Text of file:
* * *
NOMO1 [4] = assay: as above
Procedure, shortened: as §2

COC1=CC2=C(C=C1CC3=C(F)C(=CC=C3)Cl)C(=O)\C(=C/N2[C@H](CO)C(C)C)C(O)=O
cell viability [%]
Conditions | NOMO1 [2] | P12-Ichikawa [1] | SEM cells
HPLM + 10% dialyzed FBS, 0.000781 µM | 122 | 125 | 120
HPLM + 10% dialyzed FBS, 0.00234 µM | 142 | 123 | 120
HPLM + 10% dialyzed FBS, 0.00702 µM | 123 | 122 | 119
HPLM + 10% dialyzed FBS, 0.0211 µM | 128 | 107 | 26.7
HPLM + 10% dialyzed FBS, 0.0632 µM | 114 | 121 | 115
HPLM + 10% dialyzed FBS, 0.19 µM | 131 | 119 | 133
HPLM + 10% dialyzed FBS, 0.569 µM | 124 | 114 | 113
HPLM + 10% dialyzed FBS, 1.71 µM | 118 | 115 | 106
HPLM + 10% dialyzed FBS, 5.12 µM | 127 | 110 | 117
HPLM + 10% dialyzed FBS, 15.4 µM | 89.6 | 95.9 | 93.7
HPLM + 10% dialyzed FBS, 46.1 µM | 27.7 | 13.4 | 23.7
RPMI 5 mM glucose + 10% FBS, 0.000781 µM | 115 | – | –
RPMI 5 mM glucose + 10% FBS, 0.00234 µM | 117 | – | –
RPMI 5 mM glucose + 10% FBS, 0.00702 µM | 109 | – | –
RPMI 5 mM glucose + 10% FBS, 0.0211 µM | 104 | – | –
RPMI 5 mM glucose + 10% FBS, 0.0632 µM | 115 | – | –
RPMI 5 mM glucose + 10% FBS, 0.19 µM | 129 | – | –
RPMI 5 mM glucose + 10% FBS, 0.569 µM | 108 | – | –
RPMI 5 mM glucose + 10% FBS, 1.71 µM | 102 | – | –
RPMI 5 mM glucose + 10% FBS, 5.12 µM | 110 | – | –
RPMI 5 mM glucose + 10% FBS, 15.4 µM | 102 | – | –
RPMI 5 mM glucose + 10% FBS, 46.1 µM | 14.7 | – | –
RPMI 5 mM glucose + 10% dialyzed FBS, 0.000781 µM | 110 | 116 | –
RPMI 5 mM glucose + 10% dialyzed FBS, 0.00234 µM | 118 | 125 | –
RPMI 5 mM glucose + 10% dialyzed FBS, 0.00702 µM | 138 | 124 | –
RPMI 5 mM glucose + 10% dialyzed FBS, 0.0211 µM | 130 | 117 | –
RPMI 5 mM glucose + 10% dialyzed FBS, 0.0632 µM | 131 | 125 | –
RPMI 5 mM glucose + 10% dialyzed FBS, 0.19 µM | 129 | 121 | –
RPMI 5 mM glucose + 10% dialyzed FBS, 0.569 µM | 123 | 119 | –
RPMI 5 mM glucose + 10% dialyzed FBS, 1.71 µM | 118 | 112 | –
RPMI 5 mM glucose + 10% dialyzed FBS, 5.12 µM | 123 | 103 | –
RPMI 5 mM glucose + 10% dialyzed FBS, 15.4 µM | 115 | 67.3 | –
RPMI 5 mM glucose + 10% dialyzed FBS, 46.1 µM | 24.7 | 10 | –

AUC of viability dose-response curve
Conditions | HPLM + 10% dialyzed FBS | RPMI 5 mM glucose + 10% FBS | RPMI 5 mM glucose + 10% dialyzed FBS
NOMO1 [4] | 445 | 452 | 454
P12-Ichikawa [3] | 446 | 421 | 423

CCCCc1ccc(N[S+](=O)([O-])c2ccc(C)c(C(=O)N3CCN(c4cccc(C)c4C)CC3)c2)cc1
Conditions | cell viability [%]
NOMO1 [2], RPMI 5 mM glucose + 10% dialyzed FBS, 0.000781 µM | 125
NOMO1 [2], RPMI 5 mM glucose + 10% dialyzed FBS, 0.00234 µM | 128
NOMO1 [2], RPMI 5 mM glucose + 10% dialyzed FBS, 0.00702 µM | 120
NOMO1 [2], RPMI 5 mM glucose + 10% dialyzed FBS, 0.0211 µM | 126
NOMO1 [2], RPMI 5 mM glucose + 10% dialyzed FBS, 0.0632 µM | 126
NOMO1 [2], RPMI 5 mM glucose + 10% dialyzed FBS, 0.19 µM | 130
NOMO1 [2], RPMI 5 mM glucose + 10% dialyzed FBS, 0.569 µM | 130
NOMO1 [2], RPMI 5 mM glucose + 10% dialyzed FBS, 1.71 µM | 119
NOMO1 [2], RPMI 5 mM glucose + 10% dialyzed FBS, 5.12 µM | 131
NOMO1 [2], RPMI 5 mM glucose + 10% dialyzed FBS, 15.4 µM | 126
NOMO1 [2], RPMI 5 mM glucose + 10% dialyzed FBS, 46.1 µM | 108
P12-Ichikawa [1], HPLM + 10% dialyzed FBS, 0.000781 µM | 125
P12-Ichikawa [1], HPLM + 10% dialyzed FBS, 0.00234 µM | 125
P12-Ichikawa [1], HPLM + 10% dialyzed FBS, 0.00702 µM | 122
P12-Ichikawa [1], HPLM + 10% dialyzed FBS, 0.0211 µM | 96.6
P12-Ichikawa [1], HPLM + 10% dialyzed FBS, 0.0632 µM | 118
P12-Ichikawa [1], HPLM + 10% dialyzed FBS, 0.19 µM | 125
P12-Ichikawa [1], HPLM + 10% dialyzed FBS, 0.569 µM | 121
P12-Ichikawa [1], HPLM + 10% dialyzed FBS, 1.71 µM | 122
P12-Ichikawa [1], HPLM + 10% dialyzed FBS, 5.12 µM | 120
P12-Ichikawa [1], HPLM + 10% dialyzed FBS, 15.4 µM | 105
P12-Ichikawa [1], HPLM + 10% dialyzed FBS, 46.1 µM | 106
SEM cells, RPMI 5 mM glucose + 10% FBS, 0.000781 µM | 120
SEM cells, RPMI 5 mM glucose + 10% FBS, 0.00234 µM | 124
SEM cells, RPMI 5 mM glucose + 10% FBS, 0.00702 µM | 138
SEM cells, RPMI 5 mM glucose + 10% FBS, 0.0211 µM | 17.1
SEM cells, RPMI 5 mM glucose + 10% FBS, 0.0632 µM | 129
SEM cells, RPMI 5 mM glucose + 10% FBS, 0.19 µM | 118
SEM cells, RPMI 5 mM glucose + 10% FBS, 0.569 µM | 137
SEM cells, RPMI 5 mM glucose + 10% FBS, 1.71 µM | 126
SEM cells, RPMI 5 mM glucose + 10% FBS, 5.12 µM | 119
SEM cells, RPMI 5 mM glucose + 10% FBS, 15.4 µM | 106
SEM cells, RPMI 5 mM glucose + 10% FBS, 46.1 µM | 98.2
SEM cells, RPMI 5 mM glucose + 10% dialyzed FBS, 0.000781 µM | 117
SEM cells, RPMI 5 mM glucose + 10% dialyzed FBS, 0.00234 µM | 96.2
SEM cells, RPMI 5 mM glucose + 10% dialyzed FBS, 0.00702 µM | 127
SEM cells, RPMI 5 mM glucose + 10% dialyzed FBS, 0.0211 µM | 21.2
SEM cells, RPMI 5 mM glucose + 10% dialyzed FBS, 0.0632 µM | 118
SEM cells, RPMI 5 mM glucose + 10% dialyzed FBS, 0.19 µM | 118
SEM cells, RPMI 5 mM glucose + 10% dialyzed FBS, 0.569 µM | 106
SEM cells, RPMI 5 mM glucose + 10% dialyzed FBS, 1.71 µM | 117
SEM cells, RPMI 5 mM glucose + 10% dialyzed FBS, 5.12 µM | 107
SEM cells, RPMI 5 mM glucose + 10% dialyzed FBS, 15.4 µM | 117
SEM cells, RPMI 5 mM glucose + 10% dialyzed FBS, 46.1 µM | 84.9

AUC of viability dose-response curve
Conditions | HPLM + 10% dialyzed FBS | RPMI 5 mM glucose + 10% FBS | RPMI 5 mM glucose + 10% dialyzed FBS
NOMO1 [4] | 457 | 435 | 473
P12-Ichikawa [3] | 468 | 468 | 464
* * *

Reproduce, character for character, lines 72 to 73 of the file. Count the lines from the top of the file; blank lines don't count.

SEM cells, RPMI 5 mM glucose + 10% FBS, 0.19 µM | 118
SEM cells, RPMI 5 mM glucose + 10% FBS, 0.569 µM | 137